Oh, Zamboanga

Hi. If you’ll pardon me, I’d like to take a break from the usual decadence on my blog. It’s just that this is probably the only outlet I have right now, and I need to process feelings. I need to articulate it because I might never have the chance, since right now I’m in the moment.

A few days ago I woke up to some really bad news. My hometown, Zamboanga, is under attack. The Moro National Liberation Front, well a faction of the whole entity led by Nur Misuari, entered the city through coastal communities and began a standoff with the security force. The group began taking hostages – men, women, children, even a priest, and declared their demands. Why they did all of this is something I still have trouble explaining, because historically it has been a dispute about identity and sovereignty. This is not even an issue about religion. It’s about basic human rights being taken away from us.

There are no nitty-gritty details here. It’s currently day 4 of the standoff and I’m scared. I’m sick to my stomach knowing that my family is in danger. I’ve been talking to my mom every day and her tone suggests that the family is pretty safe but still. The fact that there are lawless elements with the capacity to kill, peppered around the city makes me so angry and frightened.

People have been downplaying the situation – that the government has “contained” the situation and there are only a few areas that are really high-risk.

But the thing is…everyone is afraid. If they’re not out volunteering (because hundreds of families have been displaced), they’ve locked themselves inside their homes. Banks and businesses are closed. People have liberties taken away from them. As far as I can tell, the whole city has been taken hostage.

Syria is a big deal. 9/11 was a big deal. The pork barrel scandal our government is facing is a big deal. In my heart I know that Zamboanga is a big deal.

Now I understand. Because of what happened to Jad, I’ve been holding a grudge against my hometown. He loved Zamboanga but Zamboanga couldn’t protect him. But here I am gutted, knowing that evil is trying to take my hometown away from us. Looking at photos friends posted, of people out on the streets lighting candles, saying prayers for the place I still call home, and reading all the status updates, I’m trying to process this feeling.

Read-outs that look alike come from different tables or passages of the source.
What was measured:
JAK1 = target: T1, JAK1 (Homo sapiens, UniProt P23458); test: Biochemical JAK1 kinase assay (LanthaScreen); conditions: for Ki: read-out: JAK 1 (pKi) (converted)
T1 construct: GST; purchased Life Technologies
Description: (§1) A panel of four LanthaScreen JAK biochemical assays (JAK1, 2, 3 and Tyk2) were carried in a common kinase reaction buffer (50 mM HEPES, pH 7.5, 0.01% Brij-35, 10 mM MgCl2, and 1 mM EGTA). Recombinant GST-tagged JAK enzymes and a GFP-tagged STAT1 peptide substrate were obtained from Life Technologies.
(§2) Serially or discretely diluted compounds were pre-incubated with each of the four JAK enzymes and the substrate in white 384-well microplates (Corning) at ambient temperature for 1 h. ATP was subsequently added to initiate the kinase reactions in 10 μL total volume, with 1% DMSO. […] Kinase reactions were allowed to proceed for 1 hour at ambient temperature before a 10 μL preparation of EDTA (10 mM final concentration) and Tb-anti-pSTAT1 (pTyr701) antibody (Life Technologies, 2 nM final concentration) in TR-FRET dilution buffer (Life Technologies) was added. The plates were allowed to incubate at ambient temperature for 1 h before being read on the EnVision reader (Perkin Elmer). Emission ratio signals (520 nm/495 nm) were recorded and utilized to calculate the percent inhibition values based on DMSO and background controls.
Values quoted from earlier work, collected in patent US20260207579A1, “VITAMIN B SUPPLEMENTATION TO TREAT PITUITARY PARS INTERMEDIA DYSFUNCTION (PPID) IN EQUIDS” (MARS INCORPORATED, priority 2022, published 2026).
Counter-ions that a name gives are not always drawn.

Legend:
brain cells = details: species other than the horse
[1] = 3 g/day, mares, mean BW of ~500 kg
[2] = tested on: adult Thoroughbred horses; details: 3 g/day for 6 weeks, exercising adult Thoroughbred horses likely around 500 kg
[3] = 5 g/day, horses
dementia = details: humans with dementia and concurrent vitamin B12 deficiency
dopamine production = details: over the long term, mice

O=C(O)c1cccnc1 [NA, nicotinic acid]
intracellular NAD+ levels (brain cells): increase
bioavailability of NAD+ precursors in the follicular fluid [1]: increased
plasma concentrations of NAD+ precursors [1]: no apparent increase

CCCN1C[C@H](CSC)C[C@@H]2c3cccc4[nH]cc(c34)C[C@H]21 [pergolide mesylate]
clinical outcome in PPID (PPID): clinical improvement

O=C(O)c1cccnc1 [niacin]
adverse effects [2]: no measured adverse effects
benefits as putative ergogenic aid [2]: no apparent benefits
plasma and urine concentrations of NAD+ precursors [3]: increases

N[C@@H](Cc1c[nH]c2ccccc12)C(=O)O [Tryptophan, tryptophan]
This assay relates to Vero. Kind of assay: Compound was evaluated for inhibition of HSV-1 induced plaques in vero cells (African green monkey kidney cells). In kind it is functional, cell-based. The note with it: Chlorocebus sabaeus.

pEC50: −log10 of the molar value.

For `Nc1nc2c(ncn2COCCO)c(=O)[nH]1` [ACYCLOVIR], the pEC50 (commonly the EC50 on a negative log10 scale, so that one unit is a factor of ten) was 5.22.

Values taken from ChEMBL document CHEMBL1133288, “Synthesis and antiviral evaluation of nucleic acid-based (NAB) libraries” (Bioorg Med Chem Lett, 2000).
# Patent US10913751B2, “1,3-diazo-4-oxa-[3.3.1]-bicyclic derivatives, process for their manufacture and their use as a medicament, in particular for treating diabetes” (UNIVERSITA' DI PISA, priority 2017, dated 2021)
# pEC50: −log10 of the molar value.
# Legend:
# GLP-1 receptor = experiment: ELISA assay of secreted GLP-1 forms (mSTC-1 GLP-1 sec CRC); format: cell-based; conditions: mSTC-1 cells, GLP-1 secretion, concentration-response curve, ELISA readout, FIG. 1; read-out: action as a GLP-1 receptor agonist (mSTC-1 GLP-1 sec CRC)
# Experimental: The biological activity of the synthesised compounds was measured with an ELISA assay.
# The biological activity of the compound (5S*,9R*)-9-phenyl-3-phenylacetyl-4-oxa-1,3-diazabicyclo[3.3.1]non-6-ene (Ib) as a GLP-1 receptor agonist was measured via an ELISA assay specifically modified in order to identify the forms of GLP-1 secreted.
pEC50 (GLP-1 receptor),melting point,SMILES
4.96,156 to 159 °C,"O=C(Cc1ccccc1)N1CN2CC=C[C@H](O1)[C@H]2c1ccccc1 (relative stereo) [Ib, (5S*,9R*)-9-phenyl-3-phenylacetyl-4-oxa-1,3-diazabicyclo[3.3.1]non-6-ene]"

People still love Zamboanga, and are trying their best to protect her by protecting each other. What a comforting thought. What a sight to behold.

And I know more than half of what I’m talking about might not make sense to you – but hear me out. If you’ve ever felt that your family is in danger, that the odds of them falling in harm’s way are great, that it suddenly feels unsafe even in your own home…then that’s all you need to know.

What’s the point of me writing this? I just need to articulate my muddled feelings. And also to ask you to say a prayer for my hometown. I’d like to believe that good will always trump evil.

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6 thoughts on “Oh, Zamboanga

  1. Hope everything will be all right. Few years ago my country was bombed and I remember that we watched the evening news when I saw lightning signal on a map of our town indicating that the bomb was just dropped and just a few moments after that we heard the explosion. My husband (we where not married back then) was living with his family(mother, father…) then and because their house was pretty close to the military airport that was bombed I was very scared for him. During this period there was dangers of conflict between the military and the police in my country and the army has carried out constant mobilization. That few months we were in constant fear that they might knocked on the door and mobilize my husband.So I can pretty well understand how you feel but everything turn out just fine for us so I hope your folks will be fine also.

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